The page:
According to The Nikkei Asia, one of Japan's biggest civil engineering groups has developed a navigation system for construction vehicles that does not rely on GPS or other satellite positioning data, allowing them to guide themselves in remote places.
Tokyo-based Taisei's technology, which uses laser sensors to make three-dimensional maps of a vehicle's surroundings, is thought to be the first of its kind developed in Japan. Its industry peers at home have made their own forays into autonomous-driving technology, but they rely on signals in the sky to guide their vehicles.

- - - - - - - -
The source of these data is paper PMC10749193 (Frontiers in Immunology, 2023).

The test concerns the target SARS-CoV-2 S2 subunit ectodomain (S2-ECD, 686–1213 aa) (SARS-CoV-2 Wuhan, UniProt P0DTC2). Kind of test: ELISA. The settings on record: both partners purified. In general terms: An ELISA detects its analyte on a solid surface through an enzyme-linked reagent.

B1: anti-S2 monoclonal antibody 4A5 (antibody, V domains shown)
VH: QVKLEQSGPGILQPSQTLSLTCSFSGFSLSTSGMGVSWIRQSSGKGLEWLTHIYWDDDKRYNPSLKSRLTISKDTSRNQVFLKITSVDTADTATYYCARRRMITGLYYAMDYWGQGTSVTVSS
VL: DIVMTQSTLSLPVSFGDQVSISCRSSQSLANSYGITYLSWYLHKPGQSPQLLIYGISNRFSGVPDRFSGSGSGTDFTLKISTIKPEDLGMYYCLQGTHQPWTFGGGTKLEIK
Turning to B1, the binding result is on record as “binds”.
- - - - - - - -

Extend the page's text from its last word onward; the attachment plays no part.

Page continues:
Taisei now looks to adapt the system to real-world projects in tunnels and other areas where GPS signals are difficult or impossible to reach, helping cope with a construction labor shortages by automating more machinery.
The 3D-map locates obstacles in the vehicle's way and allows it to chart detours around them. The technology was recently tried on a tracked dump truck, which drove 5 kph through a tunnel. Once the sensor-equipped vehicle travels through such a simple environment once with an operator on board, it is able to collect enough take to drive itself on later trips.
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